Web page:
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Will Democrats Face a 1994 Repeat in 2010?

Will Democrats Face a 1994 Repeat in 2010?

By Jay Cost and Sean Trende - March 9, 2009

In The Eighteenth Brumaire of Louis Napolean, Karl Marx is commonly quoted as stating that history tends to repeat itself, the first time as tragedy, the second time as farce. [1] Some conservative commentators see hope in Marx's dictum, and believe that the stimulus bill, mortgage bailout, and Obama's budget, combined with a shaky economy, are setting Democrats on a course similar to the one they charted in 1994. If 1994 was a tragedy for Democrats, who were famously unsuccessful in their attempts to present themselves as "New" versions of the early liberal party, 2008 will be a complete farce, with Democrats happily portraying themselves as liberal caricatures, and wiping out the best chance they have had in a generation to reshape American policy.

There are certainly some parallels to 1994. But there are also important differences as well. It is worth taking some time to explore both. But if I were a Republican, I wouldn't break out the champagne just yet.

Factors Favoring Republicans

There are some parallels with 1994 that are favorable for Republicans. The first is the tendency of voters to turn out members of the President's party during midterm elections. This has been the general rule in American politics since Andrew Jackson's Presidency (interestingly, before that there had been a weak tendency for the out-party to gain seats in the Presidential election, and lose seats in the midterm).

There are several hypotheses in the political science literature about why this phenomenon occurs, and this column does not set about to explore them fully. For our purposes, we can just note that two of the proposed theories - that voters vote strategically for divided government and that midterm losses represent a withdrawal of Presidential coattails - weigh against the Democrats. Obama, after all, is a Democrat and he certainly had coattails, especially in districts with moderately high African American percentages. We will examine how the third theory of midterm loss - that midterm elections serve as a referendum on the incumbent President - plays out later.

Second, and perhaps most ominously, Democrats are almost as overexposed in Congress today as they were in 1994. It is true that unlike the Democratic Congress in 1994, this year's Democratic caucus is comprised of fewer Representatives from the South. Rhodes Cook explores this more thoroughly in an excellent column titled "Not Your Father's Democratic Congress," but the bottom line is that compared to 1994, many more Democrats today hail from coastal areas than from the South.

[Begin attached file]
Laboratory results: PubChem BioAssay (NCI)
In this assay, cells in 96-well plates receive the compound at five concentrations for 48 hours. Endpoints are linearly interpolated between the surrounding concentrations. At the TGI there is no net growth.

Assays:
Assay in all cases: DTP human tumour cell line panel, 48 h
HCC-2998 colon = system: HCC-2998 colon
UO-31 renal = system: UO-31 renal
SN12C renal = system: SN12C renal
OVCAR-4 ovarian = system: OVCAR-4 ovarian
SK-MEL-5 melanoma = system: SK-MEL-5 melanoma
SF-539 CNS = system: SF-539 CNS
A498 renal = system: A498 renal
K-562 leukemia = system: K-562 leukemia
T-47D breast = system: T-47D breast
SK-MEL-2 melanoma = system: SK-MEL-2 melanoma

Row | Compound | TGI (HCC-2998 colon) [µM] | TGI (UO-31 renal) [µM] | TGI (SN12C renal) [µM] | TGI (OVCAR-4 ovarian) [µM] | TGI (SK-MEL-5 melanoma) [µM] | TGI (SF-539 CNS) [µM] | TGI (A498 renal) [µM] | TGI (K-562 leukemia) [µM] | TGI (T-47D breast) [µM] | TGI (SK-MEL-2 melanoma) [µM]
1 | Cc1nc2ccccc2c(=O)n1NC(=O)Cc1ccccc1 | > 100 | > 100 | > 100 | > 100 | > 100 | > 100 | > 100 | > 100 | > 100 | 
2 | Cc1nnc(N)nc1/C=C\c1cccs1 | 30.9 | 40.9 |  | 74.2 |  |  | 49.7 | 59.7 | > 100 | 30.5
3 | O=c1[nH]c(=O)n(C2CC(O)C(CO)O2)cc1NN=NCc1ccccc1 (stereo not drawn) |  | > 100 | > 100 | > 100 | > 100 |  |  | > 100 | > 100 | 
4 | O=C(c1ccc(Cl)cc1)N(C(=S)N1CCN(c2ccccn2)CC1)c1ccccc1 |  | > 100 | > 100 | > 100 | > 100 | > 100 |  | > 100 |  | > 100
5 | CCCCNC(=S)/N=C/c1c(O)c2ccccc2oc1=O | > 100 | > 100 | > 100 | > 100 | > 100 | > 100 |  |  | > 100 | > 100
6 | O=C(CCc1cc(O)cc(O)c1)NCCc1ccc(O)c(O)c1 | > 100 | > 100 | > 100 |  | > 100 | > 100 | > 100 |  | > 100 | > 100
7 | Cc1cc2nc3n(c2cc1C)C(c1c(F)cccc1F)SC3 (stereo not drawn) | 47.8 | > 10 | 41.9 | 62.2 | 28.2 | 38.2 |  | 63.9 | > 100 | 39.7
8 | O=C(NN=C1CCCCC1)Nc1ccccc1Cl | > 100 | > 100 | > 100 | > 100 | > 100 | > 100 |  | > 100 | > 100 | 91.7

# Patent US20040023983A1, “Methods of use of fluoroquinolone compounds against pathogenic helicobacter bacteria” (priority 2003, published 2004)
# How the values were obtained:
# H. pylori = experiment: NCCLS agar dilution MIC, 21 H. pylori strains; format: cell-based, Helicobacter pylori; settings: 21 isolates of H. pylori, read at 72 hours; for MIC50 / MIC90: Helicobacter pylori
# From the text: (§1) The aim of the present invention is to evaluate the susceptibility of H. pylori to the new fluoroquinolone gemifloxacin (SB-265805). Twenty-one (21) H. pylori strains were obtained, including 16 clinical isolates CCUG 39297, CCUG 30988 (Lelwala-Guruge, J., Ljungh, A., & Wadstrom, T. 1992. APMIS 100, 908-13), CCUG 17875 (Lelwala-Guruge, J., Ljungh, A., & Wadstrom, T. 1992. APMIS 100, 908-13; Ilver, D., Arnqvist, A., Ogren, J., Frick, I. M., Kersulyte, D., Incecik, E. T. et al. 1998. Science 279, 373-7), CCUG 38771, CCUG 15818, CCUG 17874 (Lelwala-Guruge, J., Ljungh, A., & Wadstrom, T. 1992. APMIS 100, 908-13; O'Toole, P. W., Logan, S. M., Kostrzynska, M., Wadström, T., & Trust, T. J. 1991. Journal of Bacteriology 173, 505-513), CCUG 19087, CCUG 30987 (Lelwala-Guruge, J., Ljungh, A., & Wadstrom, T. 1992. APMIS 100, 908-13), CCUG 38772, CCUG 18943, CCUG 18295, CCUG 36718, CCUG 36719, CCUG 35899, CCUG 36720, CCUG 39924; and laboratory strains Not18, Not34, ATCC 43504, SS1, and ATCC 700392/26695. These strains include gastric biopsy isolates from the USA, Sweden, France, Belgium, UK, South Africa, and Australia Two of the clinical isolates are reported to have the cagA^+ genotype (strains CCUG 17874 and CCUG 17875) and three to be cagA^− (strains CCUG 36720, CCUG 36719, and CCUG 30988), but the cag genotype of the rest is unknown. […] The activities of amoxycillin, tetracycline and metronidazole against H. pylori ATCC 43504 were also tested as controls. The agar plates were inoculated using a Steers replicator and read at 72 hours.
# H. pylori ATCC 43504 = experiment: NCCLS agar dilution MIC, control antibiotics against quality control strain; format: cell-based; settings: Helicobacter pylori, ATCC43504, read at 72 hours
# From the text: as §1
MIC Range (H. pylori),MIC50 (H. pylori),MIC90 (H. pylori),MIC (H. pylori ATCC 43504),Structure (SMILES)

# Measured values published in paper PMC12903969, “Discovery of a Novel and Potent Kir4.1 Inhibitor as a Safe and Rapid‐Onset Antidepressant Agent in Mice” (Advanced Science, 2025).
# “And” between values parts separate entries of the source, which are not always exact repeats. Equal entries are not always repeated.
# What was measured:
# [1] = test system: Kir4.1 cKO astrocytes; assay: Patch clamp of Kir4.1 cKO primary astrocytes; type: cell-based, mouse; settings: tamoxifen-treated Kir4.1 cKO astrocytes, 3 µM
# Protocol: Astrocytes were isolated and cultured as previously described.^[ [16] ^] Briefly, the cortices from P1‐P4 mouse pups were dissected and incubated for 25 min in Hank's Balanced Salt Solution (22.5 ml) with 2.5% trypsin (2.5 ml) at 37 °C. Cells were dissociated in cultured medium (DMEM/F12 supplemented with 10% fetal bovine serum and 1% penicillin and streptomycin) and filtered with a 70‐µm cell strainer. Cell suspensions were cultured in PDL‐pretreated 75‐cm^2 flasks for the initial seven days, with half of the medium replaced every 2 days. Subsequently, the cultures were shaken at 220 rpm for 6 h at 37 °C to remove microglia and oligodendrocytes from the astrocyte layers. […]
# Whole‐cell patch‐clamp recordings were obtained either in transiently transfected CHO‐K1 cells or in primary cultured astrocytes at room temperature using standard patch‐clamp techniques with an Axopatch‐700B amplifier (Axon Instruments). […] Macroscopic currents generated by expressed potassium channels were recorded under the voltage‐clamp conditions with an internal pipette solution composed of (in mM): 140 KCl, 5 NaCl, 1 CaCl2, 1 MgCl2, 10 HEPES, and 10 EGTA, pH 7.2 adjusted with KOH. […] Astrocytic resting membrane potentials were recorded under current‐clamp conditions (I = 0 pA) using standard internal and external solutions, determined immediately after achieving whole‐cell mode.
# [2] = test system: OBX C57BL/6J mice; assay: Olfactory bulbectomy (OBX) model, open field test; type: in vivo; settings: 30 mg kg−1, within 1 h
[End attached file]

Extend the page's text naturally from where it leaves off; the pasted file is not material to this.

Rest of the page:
But 1994 wasn't just a debacle for Democrats in the South. In fact, the South wasn't even their worst region in 1994. Of the fifty-six seats the Democrats lost to Republicans (Democrats also gained four Republicans open seats, leading to a net loss of fifty-two seats), only sixteen seats were from the South. This represented 13% of the Southern seats held by Democrats. In percentage terms, the Democrats' losses in the Midwest, Mountain West, Pacific coast, and Plains regions were worse. After the 1994 elections, Democrats still held 49% of the seats in the South. In other words, the less-Southern face of today's Democratic party should not be a source of comfort for them.

Setting aside regional variations, it is useful to examine how the Democrats' seats were distributed in 1994 in terms of Partisan Voting Index, or PVI. This represents how a district voted for President compared to the national vote. It works like this: In 2008, Obama won nationally by about seven points. If a district went for Obama by eight points, its PVI is D+1. If it went for Obama by six points, its PVI is R+1. Using this approach instead of simply looking to see who won a district makes intuitive sense: In 1984 Reagan carried all but three of Massachusetts' eleven districts, and only narrowly lost two of the remaining three, but no one would call them "Republican-leaning" or swing districts. Likewise, a district that Obama carried by a point probably isn't all that Democratic in reality.

Table I below shows the PVI distribution for Democrats in 1994.

trendechart1.gif

We see that, based on the 1992 results, 79 Democrats were in districts with Republican PVI's, while 46 Democrats were in districts that Bush actually carried in 1992 (districts with PVI's of R+6 or more).

1992 is a tricky year to calculate PVI's because of Perot's presence as a successful third party. While exit polling showed that Perot pulled about evenly from Clinton and Bush nationally, it seems likely that there was some regional variation in whom he pulled from. So I went ahead and calculated the PVI's using the 1988 results for the districts as well. We see a similar situation. Eighty-seven Democrats held districts that George H.W. Bush carried with 53% of the vote (his national average) or more.

Table II below shows the Republican-leaning PVI districts represented by Democrats based on the 2004 and 2008 results (2008 results have been painstakingly compiled by Swing State Project).

trendechart2.gif